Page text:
Greater Trochanteric Pain Syndrome
Greater Trochanteric Pain Syndrome
What is Greater Trochanteric Pain Syndrome?
Greater Trochanteric Pain Syndrome, or in short GTPS, involves the tendons and bursae (tiny cushioning sacs between tendons and bones around joints) surrounding the greater trochanter (a part of the femur the most prominent element on the side of your hip). An injury to these structures causes pain on the outside of your buttock and thigh. This pain is known as Greater Trochanteric Pain Syndrome.
Greater Trochanteric Pain Syndrome is a combination of both gluteal (buttock) tendon injuries (hip tendinopathy) and hip bursitis (inflammation of the bursa) surrounding the hip joint. The main tendons involved are that of the gluteus medius and gluteus minimus muscles. The most common bursitis associated with GTPS and lateral hip pain is Trochanteric Bursitis.
Tendinopathy (tendon pathology) describes the changes that can occur in the tendon due to loads to the tendon. In some cases, the load can exceed what the tendon can tolerate, and a person may suffer from pain, which is now known as tendinopathy. Tendinopathy is the correct term for patients who develop tendon pain. However, many people still refer to this condition as tendinitis or tendinosis. However, these terms are no longer used to describe this condition.
An overlying tissue, known as the iliotibial band (ITB), can add stress to the area as this runs directly over the greater trochanter producing friction around the region. ITB Syndrome mainly affects the knee end of the ITB, but this also commonly predisposes you to GTPS.
What Causes a Greater Trochanteric Pain Syndrome?
Greater Trochanteric Pain Syndrome can result from direct trauma from a fall onto your side, prolonged pressure to the hip area, repetitive movements (walking/running), commencing unaccustomed vigorous exercise, weight-bearing on the one leg for long periods, hip instability or the result of a sporting injury.
What are the Symptoms of Greater Trochanteric Pain Syndrome?
Greater Trochanteric Pain Syndrome causes pain over the greater trochanter that may extend into the lateral thigh/leg. We characterise GTPS by the ‘jump’ sign where palpation of the greater trochanter causes the person to nearly jump off the bed.
- Pain is usually episodic and will worsen over time with continued aggravation.
- Pain is worse when lying on the affected side, especially at night.
- Pain following weight-bearing activities – walking, running.
- There may be hip muscle weakness.
How is Greater Trochanteric Pain Syndrome Diagnosed?
Your physiotherapist will conduct a thorough examination to rule out other possible causes of your pain. Diagnostic tests, including ultrasound and MRI, can be performed to confirm the diagnosis if required.
Common GTPS Related Injuries
Please consult your trusted physiotherapist to assess the origin of your hip pain.
Greater Trochanteric Pain Syndrome Treatment?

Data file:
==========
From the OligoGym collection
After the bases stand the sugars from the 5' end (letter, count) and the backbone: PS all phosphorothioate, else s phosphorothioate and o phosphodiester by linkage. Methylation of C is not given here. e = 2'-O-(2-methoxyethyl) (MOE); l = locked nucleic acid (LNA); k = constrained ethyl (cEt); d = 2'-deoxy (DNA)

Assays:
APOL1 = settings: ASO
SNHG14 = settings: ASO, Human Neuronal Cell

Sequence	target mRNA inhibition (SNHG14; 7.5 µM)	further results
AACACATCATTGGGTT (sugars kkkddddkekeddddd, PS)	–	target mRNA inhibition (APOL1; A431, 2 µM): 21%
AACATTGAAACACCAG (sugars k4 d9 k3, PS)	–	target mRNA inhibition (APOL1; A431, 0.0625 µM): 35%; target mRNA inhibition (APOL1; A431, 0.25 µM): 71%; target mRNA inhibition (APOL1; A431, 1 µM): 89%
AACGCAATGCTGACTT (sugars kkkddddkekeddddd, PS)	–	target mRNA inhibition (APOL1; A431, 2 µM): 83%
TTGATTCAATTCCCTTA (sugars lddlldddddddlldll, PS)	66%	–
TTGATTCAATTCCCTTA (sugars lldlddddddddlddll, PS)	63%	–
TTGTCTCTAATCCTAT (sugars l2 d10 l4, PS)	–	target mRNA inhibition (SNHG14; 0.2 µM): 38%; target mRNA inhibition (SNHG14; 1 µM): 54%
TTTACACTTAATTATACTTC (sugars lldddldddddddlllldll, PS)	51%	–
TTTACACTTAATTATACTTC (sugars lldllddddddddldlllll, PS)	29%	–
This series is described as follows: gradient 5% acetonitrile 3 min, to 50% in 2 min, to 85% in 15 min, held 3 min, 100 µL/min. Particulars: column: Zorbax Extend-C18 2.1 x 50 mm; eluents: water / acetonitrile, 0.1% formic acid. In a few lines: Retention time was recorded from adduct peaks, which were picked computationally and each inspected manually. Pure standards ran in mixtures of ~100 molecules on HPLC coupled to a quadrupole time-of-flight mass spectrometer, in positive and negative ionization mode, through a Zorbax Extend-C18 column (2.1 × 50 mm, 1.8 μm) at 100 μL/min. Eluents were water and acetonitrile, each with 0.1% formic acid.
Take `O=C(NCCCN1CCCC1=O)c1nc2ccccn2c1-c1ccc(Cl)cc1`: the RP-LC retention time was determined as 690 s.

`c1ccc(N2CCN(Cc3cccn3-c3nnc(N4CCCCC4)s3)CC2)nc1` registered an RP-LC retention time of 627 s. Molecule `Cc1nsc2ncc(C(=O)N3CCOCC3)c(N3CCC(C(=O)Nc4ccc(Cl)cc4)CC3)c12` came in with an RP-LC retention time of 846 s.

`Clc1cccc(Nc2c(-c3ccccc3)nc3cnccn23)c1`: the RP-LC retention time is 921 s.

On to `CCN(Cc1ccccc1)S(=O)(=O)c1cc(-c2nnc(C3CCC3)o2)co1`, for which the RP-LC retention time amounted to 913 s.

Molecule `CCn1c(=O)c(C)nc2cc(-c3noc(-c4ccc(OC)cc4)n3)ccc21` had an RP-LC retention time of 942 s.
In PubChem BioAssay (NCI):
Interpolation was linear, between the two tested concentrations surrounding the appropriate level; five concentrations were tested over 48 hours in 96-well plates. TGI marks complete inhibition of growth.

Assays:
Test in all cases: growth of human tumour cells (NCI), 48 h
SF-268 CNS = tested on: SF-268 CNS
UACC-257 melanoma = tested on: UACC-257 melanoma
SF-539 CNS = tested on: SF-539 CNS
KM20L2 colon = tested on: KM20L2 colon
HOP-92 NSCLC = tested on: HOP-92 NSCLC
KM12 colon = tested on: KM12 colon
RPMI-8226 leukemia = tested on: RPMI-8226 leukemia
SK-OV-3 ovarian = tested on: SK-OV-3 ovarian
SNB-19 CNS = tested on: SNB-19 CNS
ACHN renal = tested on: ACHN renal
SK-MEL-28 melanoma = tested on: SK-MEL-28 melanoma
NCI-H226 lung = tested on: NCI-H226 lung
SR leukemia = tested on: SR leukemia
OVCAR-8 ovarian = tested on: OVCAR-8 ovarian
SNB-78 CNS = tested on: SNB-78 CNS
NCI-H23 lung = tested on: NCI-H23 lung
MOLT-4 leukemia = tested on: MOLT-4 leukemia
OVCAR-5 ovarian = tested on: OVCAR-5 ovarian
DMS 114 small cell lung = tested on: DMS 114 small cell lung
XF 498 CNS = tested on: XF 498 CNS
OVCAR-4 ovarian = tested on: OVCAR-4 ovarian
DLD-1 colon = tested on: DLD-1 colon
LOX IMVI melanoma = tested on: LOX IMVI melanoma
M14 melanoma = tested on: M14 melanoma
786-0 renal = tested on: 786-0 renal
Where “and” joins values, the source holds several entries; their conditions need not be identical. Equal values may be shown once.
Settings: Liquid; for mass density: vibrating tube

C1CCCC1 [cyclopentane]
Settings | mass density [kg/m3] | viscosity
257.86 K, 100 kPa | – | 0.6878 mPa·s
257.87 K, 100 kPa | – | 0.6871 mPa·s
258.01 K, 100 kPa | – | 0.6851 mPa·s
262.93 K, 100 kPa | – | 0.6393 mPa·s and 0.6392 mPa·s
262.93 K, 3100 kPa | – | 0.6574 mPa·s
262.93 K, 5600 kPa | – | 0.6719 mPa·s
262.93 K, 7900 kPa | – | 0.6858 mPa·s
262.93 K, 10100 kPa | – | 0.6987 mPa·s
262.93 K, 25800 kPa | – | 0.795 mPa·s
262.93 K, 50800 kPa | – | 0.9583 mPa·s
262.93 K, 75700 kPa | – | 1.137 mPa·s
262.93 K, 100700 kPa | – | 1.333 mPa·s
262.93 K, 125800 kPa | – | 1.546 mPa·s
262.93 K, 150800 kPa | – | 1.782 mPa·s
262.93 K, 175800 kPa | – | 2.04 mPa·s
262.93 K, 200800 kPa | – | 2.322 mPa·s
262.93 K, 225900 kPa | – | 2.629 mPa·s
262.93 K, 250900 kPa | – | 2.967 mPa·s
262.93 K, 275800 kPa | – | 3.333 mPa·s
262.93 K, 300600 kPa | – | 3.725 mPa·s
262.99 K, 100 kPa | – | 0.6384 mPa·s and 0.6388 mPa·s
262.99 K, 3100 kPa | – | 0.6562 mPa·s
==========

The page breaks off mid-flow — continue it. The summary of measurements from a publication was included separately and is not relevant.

Treatment targets pain management, improving hip strength and control and a progressive return to sport.
PHASE I – Pain Relief & Protection
- You are managing your pain. Pain is the main reason that you seek treatment for GTPS. In truth, it was the final symptom that you developed and should be the first symptom to improve.
- Managing your pain is best achieved through ice therapy, relative rest and techniques or exercises that unload the injured structures.
- Eliminating the compressive load is vital to the recovery of GTPS. Avoid positions that lengthen the affected hip, including crossing your legs, ‘popping’ your hip out in standing, lying on either side, walking on cambered surfaces and in the initial stages stretching the muscles on the outside of the hip bone.
- Your physiotherapist will use an array of treatment tools to reduce your pain and inflammation. These include ice, electrotherapy, acupuncture, unloading taping techniques, soft tissue massage, and temporary mobility aid (e.g. cane or crutch) to off-load the affected side.
- If the pain does not resolve, some cases may respond to a local corticosteroid injection. However, your physiotherapist will liaise with you and your general practitioner to help ascertain if this is the best management for you.
PHASE II – Restoring Normal ROM, Strength
- As your pain and inflammation settle, your physiotherapist will turn their attention to restoring your normal hip joint range of motion, muscle length and resting muscle tension. Muscle strengthening and endurance, proprioception, balance and gait (walking pattern) retraining will follow.
- Hip researchers have discovered the importance of your hip muscle recruitment patterns with a standard order of muscle firing patterns in healthy, pain-free hips. Your physiotherapist will assess your muscle recruitment pattern and prescribe the best exercises for you, specific to your needs.
- PhysioWorks has developed a “Hip Core Stabilisation Program” to assist their patients in regaining standard hip muscle control. Please ask your physio for their advice.
- Treat comorbidities- osteoarthritis, labral tears can frequently coexist.
PHASE III – Restoring Full Function
The final stage of your rehabilitation aims at returning you to your desired activities. Everyone has different demands for their hips that will determine what specific treatment goals you need to achieve. For some people, it may be only to walk around the block. Others may wish to run a marathon. Your physiotherapist will tailor your hip rehabilitation to help you achieve your own functional goals.